*This post is sponsored by HomeAway. As always, opinions are 100% our own.
Planning a family vacation can be enjoyable, but it can be overwhelming too. Usually one person does all the work and everyone else shows up when it’s time to leave. Have you ever thought about giving kids a say in the process? If you haven’t here are 7 ways to involve kids in vacation planning, and distribute some of the work load.
HomeAway® and FamilyFun magazine recently teamed up and found that when it comes to trip planning, kids really are a powerful force. In the 2017 Kidpinion Travel Survey they administered, 87% of parents surveyed in the US said their kids play a role in vacation planning. Thirteen percent said their kids actually make the final decision. Would you say you’re part of those numbers? If not, here’s how to get those kids involved.
7 Ways to Involve Kids in Vacation Planning
1. Read books
One of the best ways to have children get excited about travel is through reading. Head to the local library and check out picture books, fiction, non-fiction, whatever. Books inspire kids and they start creating their own adventures. Have a particular destination in mind? Check out non-fiction books in the juvenile section and read through them with your child. This serves as research for the parents and inspiration for both of you.
2. Head to the internet
Once you have a destination in mind, start looking at ideas on the internet. Google the name of the destination, check with the tourism board, head to Pinterest, read blogs, information is everywhere. Children can read the websites and make notes accordingly. This will help form a plan for the vacation.
3. Have them talk to friends or families who have been
It never fails in our household, if there is a friend who has traveled somewhere, that’s the next destination my kids want to visit. They can learn about the destination from classroom conversations, Snapchat, you name it. Once they hear about it, they want to know more. If you know someone who has been to that destination, have the kids start asking them questions. What did they like about the destination? What did they do there? How long did they stay? Where did they stay? The list is endless.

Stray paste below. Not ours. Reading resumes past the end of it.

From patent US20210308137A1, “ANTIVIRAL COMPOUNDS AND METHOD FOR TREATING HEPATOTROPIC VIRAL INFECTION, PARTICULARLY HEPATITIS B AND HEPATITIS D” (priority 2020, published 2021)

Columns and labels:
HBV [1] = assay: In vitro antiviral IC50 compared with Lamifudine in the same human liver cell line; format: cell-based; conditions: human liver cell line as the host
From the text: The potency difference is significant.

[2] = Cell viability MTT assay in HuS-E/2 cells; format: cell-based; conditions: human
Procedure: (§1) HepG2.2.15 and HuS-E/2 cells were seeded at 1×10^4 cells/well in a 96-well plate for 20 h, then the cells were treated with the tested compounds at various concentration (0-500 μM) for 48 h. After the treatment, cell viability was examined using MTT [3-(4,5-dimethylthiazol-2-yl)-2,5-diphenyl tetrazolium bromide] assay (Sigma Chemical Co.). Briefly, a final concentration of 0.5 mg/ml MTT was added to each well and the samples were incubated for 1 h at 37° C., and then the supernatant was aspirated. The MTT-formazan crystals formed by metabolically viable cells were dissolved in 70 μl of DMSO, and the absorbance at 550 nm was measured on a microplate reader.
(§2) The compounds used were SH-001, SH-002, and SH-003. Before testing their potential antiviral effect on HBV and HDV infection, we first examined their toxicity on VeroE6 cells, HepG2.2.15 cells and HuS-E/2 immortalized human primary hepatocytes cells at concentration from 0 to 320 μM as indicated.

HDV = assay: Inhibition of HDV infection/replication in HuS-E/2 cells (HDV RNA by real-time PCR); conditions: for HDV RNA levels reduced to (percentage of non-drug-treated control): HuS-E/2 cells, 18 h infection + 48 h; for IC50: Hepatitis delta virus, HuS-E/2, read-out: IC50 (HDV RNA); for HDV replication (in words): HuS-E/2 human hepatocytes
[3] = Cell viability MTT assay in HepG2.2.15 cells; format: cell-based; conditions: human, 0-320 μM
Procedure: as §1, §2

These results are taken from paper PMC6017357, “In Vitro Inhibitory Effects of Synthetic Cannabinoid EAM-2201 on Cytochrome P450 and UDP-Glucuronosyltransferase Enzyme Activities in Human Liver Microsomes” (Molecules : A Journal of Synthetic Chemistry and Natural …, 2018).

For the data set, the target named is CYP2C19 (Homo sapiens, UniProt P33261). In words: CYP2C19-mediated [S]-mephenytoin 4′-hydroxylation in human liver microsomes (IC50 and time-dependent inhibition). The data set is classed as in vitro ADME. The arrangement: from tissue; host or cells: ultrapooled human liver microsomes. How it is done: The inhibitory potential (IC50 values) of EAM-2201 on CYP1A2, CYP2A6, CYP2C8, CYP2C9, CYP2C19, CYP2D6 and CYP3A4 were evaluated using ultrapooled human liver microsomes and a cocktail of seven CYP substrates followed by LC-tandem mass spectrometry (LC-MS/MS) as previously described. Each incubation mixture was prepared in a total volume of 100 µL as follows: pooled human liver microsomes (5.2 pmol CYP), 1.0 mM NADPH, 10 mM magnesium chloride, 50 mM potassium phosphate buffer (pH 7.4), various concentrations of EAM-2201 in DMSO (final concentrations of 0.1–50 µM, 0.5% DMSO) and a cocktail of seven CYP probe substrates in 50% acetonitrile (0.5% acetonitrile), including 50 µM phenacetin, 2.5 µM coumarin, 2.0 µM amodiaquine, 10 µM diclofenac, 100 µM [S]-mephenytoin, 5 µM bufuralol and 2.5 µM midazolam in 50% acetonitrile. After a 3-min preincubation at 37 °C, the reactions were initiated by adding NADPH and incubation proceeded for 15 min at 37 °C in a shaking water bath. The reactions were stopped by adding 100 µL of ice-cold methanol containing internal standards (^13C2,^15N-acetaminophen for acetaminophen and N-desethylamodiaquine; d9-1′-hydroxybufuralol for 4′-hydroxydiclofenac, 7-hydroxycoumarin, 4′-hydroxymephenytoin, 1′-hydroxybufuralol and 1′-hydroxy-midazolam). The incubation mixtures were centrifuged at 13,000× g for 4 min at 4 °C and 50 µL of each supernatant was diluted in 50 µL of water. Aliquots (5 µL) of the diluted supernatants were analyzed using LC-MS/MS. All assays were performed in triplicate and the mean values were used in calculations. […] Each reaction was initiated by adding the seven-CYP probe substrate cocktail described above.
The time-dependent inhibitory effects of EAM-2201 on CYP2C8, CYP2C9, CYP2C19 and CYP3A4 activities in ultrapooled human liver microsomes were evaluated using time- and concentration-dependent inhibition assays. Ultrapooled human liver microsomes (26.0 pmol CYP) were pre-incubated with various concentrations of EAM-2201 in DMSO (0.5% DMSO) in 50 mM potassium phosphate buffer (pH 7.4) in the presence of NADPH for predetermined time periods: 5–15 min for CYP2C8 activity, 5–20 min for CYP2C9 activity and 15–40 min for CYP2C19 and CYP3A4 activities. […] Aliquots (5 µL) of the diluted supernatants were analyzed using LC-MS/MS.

4. Find activities you think they would enjoy and have them narrow down the options
Younger kids might be satisfied to tag along with mom and dad where they’re told, but older kids usually have an opinion. Do they want to go to the beach? Would they prefer swimming in a pool all day? Maybe they want to zip line? Once the discussion has happened, lay out an itinerary that includes some of their favorite activities.
5. Ask their assistance in lodging choices
This summer we are headed to Prince Edward Island for vacation and I wanted to have my kids help with our accommodation. We were looking at houses on HomeAway and I narrowed the list down to several choices. One was in the city, one was in a rural village, and the other was on a private beach. Take a guess which one the kids chose: the beach. We can’t wait to explore the area and the home they selected.
6. Talk about your childhood vacations
Sometimes kids like to hear stories about their parents when they were younger. Sit down one night at dinner and brainstorm vacation ideas with your kids. Share stories about your favorite vacations when your were a kid. Where did you go? What was your favorite family vacation as a child? If you could do any vacation again what would it be? This might spark some ideas for new vacations or maybe parents want to make that journey again with kids in tow.
7. Watch movies
Children find constant inspiration in movies. They might learn about a destination through watching a film or documentary on tv. Either one can plant a seed about a place they want to explore in the world. If you have a destination in mind, head to the library and check out non-fiction films or even fictional films that take place in a destination. These will start kids thinking about your next vacation in a heartbeat.